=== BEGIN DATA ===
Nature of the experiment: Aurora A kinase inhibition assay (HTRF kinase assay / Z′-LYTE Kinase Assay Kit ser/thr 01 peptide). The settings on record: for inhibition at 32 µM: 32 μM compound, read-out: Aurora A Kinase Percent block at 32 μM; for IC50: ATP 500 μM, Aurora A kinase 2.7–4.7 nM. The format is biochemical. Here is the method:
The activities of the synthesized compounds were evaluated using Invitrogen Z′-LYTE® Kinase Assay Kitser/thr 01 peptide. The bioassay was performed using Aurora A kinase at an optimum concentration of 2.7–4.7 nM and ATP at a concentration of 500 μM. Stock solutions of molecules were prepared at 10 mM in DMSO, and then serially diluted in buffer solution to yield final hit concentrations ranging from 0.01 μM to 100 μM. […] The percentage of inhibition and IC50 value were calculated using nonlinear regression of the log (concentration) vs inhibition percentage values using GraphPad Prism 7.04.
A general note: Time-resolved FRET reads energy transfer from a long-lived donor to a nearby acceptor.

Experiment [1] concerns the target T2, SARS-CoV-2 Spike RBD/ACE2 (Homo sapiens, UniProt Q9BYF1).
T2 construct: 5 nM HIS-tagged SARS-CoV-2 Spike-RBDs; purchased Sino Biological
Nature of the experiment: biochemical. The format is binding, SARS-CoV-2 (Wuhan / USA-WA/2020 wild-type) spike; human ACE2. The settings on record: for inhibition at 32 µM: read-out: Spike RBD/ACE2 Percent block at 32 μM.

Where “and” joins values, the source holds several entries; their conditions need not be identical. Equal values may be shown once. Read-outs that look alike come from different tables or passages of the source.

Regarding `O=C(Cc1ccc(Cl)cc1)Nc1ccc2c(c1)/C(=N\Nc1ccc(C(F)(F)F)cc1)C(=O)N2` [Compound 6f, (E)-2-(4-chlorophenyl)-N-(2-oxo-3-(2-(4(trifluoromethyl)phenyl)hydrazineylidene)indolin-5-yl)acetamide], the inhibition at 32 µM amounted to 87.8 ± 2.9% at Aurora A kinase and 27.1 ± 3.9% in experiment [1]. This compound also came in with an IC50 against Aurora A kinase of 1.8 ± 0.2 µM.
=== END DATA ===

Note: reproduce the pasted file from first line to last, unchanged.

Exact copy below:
Nature of the experiment: Aurora A kinase inhibition assay (HTRF kinase assay / Z′-LYTE Kinase Assay Kit ser/thr 01 peptide). The settings on record: for inhibition at 32 µM: 32 μM compound, read-out: Aurora A Kinase Percent block at 32 μM; for IC50: ATP 500 μM, Aurora A kinase 2.7–4.7 nM. The format is biochemical. Here is the method:
The activities of the synthesized compounds were evaluated using Invitrogen Z′-LYTE® Kinase Assay Kitser/thr 01 peptide. The bioassay was performed using Aurora A kinase at an optimum concentration of 2.7–4.7 nM and ATP at a concentration of 500 μM. Stock solutions of molecules were prepared at 10 mM in DMSO, and then serially diluted in buffer solution to yield final hit concentrations ranging from 0.01 μM to 100 μM. […] The percentage of inhibition and IC50 value were calculated using nonlinear regression of the log (concentration) vs inhibition percentage values using GraphPad Prism 7.04.
A general note: Time-resolved FRET reads energy transfer from a long-lived donor to a nearby acceptor.

Experiment [1] concerns the target T2, SARS-CoV-2 Spike RBD/ACE2 (Homo sapiens, UniProt Q9BYF1).
T2 construct: 5 nM HIS-tagged SARS-CoV-2 Spike-RBDs; purchased Sino Biological
Nature of the experiment: biochemical. The format is binding, SARS-CoV-2 (Wuhan / USA-WA/2020 wild-type) spike; human ACE2. The settings on record: for inhibition at 32 µM: read-out: Spike RBD/ACE2 Percent block at 32 μM.

Where “and” joins values, the source holds several entries; their conditions need not be identical. Equal values may be shown once. Read-outs that look alike come from different tables or passages of the source.

Regarding `O=C(Cc1ccc(Cl)cc1)Nc1ccc2c(c1)/C(=N\Nc1ccc(C(F)(F)F)cc1)C(=O)N2` [Compound 6f, (E)-2-(4-chlorophenyl)-N-(2-oxo-3-(2-(4(trifluoromethyl)phenyl)hydrazineylidene)indolin-5-yl)acetamide], the inhibition at 32 µM amounted to 87.8 ± 2.9% at Aurora A kinase and 27.1 ± 3.9% in experiment [1]. This compound also came in with an IC50 against Aurora A kinase of 1.8 ± 0.2 µM.